How do you get Jeff Bezos, Mark Zuckerberg, Sundar Pichai, and Tim Cook in one room?
Put them on a congressional hot bench, of course.
On Wednesday, chief executives of the world’s four biggest tech firms, which coincidentally include two of the planet’s wealthiest people, will defend their businesses before Congress.
According to NPR, all they have to do is answer one simple burning question: Do you use your company’s reach and power to help yourselves while hurting your consumers and competitors?
One question, but the world will be listening. One question, and yet the future of Silicon Valley relies on how well the tech titans answer for the accusations against them.
The antitrust panel of the House Judiciary Committee has pored over millions of documents across hours of closed-door briefings and investigative missions in a span of one year. They are now ready to hear something that may or may not change their minds.
A fellow at Georgetown University’s law school told the New York Times that this is “tech’s ‘Big Tobacco’ moment.”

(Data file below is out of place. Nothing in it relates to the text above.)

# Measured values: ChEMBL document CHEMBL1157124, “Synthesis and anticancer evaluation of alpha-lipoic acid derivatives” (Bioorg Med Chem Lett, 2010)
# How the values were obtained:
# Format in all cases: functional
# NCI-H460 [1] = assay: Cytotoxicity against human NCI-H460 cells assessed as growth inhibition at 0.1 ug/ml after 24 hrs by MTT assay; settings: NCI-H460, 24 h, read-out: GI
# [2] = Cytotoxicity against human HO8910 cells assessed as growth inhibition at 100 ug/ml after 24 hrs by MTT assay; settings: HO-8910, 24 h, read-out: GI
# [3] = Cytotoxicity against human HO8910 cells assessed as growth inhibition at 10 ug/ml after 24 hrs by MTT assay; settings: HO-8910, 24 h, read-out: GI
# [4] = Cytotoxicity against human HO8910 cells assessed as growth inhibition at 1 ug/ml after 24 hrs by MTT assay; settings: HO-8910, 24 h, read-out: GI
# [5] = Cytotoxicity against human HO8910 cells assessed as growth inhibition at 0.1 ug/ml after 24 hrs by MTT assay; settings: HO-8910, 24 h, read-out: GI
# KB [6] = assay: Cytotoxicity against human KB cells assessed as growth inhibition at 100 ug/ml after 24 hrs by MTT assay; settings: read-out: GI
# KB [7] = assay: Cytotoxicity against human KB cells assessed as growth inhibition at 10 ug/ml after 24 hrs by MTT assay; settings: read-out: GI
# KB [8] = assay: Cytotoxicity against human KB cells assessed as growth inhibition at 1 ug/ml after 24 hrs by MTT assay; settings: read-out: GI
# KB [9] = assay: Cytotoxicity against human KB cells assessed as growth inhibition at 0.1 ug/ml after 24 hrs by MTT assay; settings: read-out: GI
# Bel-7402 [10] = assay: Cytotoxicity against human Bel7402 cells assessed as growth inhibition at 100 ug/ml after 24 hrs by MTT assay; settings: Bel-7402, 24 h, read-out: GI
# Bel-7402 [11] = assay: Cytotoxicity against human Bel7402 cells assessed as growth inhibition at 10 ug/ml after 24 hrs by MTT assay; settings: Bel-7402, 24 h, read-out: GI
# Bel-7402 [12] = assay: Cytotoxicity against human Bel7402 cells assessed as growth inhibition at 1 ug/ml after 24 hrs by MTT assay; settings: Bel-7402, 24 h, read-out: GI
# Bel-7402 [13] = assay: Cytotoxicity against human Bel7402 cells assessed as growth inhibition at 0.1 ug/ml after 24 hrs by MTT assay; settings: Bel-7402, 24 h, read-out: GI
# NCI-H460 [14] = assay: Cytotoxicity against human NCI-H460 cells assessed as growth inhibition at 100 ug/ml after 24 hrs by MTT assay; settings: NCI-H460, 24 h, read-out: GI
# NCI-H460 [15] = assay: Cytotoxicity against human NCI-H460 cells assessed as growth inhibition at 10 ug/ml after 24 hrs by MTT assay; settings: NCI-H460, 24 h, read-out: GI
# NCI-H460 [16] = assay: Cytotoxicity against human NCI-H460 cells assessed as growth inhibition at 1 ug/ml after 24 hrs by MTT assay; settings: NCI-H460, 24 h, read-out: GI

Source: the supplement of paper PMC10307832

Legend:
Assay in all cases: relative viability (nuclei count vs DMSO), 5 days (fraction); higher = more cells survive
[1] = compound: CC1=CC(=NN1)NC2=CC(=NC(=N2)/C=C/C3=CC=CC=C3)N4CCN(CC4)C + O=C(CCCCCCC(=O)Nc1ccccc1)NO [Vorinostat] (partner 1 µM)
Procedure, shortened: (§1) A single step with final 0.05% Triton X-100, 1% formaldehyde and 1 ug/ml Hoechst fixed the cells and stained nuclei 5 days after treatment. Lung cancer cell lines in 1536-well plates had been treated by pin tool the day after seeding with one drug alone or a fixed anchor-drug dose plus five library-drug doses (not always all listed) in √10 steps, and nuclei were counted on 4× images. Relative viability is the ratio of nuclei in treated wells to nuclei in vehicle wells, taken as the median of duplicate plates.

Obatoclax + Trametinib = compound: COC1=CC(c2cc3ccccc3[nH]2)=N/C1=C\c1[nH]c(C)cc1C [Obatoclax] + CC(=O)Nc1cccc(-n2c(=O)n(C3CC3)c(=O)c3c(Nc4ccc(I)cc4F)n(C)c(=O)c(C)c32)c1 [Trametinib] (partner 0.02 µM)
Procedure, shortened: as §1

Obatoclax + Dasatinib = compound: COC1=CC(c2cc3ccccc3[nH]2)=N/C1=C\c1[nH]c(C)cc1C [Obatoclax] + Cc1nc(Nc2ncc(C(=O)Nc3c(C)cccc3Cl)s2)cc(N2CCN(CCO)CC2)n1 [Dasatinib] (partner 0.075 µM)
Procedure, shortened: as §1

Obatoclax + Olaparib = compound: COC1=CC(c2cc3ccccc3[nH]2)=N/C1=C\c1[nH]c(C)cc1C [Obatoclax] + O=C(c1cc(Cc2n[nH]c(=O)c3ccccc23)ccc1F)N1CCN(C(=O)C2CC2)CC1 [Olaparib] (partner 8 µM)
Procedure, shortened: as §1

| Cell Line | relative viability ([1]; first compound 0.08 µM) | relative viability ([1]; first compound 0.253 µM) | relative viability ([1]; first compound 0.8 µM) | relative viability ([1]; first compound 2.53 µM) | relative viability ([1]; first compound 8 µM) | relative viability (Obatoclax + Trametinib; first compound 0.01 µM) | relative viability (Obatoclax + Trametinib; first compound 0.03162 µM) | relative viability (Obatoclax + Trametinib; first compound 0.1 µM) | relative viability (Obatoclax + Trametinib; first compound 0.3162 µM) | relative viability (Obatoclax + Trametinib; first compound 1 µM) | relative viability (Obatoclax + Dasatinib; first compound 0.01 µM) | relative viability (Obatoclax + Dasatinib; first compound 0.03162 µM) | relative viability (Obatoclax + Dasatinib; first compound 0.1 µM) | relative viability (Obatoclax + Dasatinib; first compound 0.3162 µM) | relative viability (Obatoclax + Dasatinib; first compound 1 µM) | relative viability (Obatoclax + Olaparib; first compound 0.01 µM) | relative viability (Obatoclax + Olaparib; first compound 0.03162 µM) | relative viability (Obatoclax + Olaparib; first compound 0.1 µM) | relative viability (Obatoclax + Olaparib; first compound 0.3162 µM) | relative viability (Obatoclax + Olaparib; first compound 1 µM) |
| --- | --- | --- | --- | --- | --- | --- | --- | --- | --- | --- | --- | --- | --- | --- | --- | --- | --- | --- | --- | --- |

Back in 1994, top officials of American’s largest tobacco companies had to sit before Congress to convince lawmakers that cigarettes were not addictive.
This time, Bezos has to prove that Amazon has not been undercutting competitors by charging prices at a loss. Zuckerberg has to persuade congressmen that Facebook is not killing off or buying other startups to snuff out possible rivals.
Pichai has to demonstrate that his company is not burying its competitors’ products in Google search results. Finally, Cook has to prove that Apple’s decision to require app developers to use Apple’s payments system to buy a listing in the App Store is not anti-competition.
Historic as it may be, the CEOs’ appearance before the legislative is not unprecedented.
A CNN report reminds us that 22 years ago, Bill Gates himself was summoned before Congress to answer for accusations that Microsoft was using Windows to unfairly muscle out competition.
Microsoft has since maintained its position in the industry and has virtually remained under the radar of antitrust regulators for the longest time.
But today’s tech titans are facing a much broader myriad of complaints. Congress also appears more prepared and determined to crack down at Silicon Valley’s royalty. There’s no shortage of interest, for sure, from businesses and individuals who want to know how this plays out.